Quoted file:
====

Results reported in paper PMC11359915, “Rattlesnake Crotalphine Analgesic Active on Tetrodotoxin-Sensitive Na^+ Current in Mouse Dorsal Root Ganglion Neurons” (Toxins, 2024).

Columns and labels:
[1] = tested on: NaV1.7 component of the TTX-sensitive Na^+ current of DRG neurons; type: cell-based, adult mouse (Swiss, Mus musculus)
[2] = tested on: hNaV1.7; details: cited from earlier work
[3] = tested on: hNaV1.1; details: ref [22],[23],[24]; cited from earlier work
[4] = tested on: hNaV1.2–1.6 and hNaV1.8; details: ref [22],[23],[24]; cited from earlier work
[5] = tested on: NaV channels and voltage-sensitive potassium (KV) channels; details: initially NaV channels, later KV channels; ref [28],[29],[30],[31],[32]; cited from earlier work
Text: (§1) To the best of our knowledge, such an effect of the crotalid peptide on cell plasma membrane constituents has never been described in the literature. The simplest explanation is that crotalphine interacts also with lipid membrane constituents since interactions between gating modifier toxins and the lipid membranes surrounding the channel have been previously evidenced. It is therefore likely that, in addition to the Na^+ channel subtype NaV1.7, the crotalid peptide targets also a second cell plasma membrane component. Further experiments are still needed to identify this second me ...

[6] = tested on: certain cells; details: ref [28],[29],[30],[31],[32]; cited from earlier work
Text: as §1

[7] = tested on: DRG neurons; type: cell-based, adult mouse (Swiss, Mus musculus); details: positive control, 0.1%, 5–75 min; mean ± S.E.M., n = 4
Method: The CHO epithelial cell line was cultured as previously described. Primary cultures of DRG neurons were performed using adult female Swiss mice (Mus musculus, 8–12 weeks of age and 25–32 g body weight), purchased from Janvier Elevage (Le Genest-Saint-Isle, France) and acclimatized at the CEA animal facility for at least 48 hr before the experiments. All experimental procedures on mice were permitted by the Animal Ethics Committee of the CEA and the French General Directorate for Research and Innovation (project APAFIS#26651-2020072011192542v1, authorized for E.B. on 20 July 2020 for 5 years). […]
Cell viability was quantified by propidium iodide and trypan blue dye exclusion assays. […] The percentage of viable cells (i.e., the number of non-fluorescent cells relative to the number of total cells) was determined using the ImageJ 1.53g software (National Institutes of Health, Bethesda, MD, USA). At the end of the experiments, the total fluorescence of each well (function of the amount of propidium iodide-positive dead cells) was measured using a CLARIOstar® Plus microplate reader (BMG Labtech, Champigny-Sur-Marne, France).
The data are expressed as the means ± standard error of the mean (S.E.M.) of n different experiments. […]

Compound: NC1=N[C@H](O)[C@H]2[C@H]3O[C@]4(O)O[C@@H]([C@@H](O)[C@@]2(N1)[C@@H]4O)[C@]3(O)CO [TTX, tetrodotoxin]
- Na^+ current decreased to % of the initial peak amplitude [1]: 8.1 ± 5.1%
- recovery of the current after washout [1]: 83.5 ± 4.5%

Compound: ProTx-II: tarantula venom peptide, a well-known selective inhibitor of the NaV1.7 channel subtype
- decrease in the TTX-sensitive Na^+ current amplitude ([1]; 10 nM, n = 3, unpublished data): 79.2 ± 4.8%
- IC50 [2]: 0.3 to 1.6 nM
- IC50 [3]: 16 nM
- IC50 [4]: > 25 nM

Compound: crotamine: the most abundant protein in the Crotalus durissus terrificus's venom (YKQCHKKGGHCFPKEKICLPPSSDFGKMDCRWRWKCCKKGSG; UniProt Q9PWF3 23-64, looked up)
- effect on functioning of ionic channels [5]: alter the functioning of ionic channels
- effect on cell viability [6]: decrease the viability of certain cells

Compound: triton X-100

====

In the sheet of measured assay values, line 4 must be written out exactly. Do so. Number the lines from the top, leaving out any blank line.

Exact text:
[2] = tested on: hNaV1.7; details: cited from earlier work